To Hell and Back (4 stars)

To Hell and Back

credit: Leslie Black

A satirical cabaret that targets apathy and cuts to the bone

Withering satire is one thing, but where does it get really you in life? That is the question being raised here in this brand new show: free speech as a force for good. The team behind A Play, A Pie and A Pint's The Jean Jacques Rousseau Show – which featured local theatre favourites like Julia Taudevin, Kieran Hurley and Gary McNair, as well as the performers in To Hell and Beck – are now called The DM Collective. The DM of their name is of course, a doff of the cap to late, much-missed founder of PPP, theatre activist David MacLennan.

This trip to hell with a nod to Dante's Inferno suggests that today we are stuck in an endless purgatory of Twitter, peer pressure, crap telly and first-world problems which detract from real issues. A fantastic cast of five, with particularly excellent work from Brian James and Joyce Falconer as a seductive capitalist Satan, their political skits play with the formula and are genuinely hard-hitting: the race horses representing immigration scene feeling especially uncomfortable and timely.

Everyone gets it in the neck- Nick Clegg, Labour, left and right alike,SNP, tabloid and Guardian readers. The Jeremy Corbyn sketch, impishly performed by James, is a wince-inducing deconstruction of stand-up comedy's feel-good banter complete with rubbish stick-on beard. Fleetwood Mac's 'Lies' is delivered to The Sun's prurient celeb-obsessed writers; while D: Ream's New Labour anthem 'Things Can Only Get Better' is upended completely. It's biting all right, but coming from a good place.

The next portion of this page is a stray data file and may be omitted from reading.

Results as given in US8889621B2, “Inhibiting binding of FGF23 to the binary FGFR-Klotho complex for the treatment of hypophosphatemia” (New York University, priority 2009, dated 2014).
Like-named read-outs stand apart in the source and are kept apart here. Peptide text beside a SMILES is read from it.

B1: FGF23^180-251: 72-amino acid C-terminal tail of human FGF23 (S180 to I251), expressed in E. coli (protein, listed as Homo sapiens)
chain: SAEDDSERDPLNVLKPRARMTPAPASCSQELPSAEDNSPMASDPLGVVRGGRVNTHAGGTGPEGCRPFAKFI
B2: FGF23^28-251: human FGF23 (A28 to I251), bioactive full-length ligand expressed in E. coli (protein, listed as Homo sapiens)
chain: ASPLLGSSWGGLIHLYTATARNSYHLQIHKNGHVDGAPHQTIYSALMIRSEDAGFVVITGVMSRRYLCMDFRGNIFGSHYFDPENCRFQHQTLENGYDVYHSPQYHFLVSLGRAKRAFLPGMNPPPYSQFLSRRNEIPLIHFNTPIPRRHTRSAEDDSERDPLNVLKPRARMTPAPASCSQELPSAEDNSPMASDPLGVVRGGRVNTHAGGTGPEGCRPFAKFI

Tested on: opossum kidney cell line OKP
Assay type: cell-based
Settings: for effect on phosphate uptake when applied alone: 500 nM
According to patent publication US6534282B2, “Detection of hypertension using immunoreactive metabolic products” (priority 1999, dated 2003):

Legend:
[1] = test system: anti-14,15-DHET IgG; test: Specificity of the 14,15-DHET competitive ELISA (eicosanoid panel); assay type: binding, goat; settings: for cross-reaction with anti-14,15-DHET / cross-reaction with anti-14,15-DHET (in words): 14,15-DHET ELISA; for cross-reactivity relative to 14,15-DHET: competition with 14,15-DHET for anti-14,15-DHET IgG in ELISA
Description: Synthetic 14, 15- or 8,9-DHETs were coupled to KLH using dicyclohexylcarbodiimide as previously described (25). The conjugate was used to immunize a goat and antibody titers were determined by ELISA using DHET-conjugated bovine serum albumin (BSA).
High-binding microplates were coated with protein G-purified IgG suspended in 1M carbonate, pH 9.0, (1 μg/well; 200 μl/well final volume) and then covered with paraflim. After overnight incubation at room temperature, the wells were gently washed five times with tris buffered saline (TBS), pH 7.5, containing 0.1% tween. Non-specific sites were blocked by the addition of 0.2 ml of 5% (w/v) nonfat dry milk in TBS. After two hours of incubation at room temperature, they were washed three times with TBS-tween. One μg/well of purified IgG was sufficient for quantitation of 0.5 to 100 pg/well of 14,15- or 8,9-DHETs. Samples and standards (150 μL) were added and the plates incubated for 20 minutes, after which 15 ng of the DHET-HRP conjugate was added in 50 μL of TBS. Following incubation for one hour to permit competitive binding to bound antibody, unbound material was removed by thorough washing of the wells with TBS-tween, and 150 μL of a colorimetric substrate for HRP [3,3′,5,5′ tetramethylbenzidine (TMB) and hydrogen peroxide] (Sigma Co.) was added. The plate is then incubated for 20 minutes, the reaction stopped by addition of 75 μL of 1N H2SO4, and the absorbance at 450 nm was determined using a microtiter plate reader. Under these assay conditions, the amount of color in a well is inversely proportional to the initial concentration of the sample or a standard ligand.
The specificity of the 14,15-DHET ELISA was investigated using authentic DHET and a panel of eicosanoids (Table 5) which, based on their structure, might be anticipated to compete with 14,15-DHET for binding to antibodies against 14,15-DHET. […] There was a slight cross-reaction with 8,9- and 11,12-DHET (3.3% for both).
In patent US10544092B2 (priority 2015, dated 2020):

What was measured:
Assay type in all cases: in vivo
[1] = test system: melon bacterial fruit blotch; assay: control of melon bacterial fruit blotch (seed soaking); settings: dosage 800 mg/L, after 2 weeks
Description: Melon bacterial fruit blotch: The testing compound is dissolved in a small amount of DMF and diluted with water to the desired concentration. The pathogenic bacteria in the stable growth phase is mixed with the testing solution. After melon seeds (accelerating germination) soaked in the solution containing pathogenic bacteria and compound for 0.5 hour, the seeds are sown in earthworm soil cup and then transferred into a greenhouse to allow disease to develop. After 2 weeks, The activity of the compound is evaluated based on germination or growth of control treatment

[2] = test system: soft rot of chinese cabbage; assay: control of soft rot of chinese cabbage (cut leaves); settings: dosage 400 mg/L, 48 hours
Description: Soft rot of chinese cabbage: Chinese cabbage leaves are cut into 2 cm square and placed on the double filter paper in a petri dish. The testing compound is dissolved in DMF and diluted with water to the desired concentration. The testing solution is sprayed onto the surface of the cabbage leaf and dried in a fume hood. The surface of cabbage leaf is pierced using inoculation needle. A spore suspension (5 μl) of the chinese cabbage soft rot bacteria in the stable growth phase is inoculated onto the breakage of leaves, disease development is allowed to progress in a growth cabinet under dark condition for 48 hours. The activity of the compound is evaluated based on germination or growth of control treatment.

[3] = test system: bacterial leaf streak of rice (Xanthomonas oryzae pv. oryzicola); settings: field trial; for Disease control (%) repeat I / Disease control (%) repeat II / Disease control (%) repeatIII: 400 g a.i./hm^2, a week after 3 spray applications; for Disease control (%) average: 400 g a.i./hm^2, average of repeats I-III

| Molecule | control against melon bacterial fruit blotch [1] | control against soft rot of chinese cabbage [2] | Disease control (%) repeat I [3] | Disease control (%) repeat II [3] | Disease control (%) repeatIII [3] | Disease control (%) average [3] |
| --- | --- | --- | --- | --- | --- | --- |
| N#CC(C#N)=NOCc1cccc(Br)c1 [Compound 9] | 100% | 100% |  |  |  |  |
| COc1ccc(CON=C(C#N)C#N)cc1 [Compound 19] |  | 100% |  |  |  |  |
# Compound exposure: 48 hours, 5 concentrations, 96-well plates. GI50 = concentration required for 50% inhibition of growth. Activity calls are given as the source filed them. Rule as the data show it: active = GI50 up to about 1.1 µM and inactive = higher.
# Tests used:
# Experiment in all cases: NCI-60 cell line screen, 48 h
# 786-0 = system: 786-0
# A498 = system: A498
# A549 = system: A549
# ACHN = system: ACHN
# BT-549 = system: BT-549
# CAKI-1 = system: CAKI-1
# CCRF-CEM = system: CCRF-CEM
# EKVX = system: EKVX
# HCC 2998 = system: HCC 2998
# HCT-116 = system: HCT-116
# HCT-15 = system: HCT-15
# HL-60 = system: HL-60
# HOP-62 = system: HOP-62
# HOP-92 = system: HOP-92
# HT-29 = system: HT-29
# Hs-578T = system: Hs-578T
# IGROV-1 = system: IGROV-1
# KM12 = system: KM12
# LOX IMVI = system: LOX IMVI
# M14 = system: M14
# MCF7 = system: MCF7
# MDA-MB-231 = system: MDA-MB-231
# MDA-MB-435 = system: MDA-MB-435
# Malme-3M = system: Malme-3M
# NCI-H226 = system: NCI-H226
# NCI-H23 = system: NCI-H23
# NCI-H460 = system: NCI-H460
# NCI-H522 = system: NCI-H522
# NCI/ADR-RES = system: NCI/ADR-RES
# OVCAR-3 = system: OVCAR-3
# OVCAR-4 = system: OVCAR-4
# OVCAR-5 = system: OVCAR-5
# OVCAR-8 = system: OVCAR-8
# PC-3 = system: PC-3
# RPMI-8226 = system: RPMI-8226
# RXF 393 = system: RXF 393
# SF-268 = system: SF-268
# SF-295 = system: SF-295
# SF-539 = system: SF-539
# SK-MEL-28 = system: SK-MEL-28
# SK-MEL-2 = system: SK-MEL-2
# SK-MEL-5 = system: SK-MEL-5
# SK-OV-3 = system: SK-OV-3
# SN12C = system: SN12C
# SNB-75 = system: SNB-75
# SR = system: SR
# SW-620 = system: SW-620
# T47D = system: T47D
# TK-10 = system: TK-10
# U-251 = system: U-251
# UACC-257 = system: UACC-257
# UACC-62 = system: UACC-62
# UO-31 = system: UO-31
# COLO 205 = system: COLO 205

MacLennan himself would have been proud- a fitting homage to his humour and humanity alike.

Òran Mór, Glasgow, until Sat 19 Sep.

To Hell and Back

One year on from the Independence Referendum and four months from the General Election, To Hell and Back is a political sketch show examining politics in Britain today. Featuring Dave Anderson, Joyce Falconer, Cat Grozier, Brian James and Kirstin McLean, and directed by Catrin Evans.

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